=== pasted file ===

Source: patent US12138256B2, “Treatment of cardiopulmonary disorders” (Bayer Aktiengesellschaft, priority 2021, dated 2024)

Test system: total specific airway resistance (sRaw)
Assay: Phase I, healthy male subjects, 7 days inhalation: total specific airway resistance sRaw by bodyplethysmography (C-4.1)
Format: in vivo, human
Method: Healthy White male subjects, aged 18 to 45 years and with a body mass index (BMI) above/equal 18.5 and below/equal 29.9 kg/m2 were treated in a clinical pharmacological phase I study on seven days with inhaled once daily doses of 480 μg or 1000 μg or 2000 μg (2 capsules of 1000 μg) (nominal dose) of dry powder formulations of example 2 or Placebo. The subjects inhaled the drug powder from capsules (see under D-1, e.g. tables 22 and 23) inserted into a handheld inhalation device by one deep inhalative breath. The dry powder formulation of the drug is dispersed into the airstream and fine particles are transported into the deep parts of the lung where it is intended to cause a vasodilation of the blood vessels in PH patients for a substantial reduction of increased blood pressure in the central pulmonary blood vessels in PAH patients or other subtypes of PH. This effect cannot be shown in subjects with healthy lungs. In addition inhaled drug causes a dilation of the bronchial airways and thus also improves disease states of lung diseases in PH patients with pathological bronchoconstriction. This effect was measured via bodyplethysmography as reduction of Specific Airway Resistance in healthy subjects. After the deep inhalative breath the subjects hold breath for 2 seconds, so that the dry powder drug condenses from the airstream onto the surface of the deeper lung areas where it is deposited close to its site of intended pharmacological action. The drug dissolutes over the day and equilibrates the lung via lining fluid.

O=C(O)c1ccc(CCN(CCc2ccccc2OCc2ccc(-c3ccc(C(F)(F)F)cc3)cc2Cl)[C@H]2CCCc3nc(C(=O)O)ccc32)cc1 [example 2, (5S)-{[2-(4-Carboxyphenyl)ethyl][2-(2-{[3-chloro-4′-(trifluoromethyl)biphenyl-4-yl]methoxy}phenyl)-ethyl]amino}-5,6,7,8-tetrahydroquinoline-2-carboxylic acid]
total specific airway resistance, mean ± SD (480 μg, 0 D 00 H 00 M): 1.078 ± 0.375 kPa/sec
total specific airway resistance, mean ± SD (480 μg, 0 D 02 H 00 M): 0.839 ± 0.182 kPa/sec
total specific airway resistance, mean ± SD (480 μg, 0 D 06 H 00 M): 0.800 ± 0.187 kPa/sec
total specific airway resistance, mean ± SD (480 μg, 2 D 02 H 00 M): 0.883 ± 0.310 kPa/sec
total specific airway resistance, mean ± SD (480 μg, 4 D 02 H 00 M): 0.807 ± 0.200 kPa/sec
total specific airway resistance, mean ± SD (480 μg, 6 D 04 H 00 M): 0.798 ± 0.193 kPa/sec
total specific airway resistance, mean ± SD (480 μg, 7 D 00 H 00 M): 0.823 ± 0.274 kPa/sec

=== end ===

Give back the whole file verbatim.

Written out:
Source: patent US12138256B2, “Treatment of cardiopulmonary disorders” (Bayer Aktiengesellschaft, priority 2021, dated 2024)

Test system: total specific airway resistance (sRaw)
Assay: Phase I, healthy male subjects, 7 days inhalation: total specific airway resistance sRaw by bodyplethysmography (C-4.1)
Format: in vivo, human
Method: Healthy White male subjects, aged 18 to 45 years and with a body mass index (BMI) above/equal 18.5 and below/equal 29.9 kg/m2 were treated in a clinical pharmacological phase I study on seven days with inhaled once daily doses of 480 μg or 1000 μg or 2000 μg (2 capsules of 1000 μg) (nominal dose) of dry powder formulations of example 2 or Placebo. The subjects inhaled the drug powder from capsules (see under D-1, e.g. tables 22 and 23) inserted into a handheld inhalation device by one deep inhalative breath. The dry powder formulation of the drug is dispersed into the airstream and fine particles are transported into the deep parts of the lung where it is intended to cause a vasodilation of the blood vessels in PH patients for a substantial reduction of increased blood pressure in the central pulmonary blood vessels in PAH patients or other subtypes of PH. This effect cannot be shown in subjects with healthy lungs. In addition inhaled drug causes a dilation of the bronchial airways and thus also improves disease states of lung diseases in PH patients with pathological bronchoconstriction. This effect was measured via bodyplethysmography as reduction of Specific Airway Resistance in healthy subjects. After the deep inhalative breath the subjects hold breath for 2 seconds, so that the dry powder drug condenses from the airstream onto the surface of the deeper lung areas where it is deposited close to its site of intended pharmacological action. The drug dissolutes over the day and equilibrates the lung via lining fluid.

O=C(O)c1ccc(CCN(CCc2ccccc2OCc2ccc(-c3ccc(C(F)(F)F)cc3)cc2Cl)[C@H]2CCCc3nc(C(=O)O)ccc32)cc1 [example 2, (5S)-{[2-(4-Carboxyphenyl)ethyl][2-(2-{[3-chloro-4′-(trifluoromethyl)biphenyl-4-yl]methoxy}phenyl)-ethyl]amino}-5,6,7,8-tetrahydroquinoline-2-carboxylic acid]
total specific airway resistance, mean ± SD (480 μg, 0 D 00 H 00 M): 1.078 ± 0.375 kPa/sec
total specific airway resistance, mean ± SD (480 μg, 0 D 02 H 00 M): 0.839 ± 0.182 kPa/sec
total specific airway resistance, mean ± SD (480 μg, 0 D 06 H 00 M): 0.800 ± 0.187 kPa/sec
total specific airway resistance, mean ± SD (480 μg, 2 D 02 H 00 M): 0.883 ± 0.310 kPa/sec
total specific airway resistance, mean ± SD (480 μg, 4 D 02 H 00 M): 0.807 ± 0.200 kPa/sec
total specific airway resistance, mean ± SD (480 μg, 6 D 04 H 00 M): 0.798 ± 0.193 kPa/sec
total specific airway resistance, mean ± SD (480 μg, 7 D 00 H 00 M): 0.823 ± 0.274 kPa/sec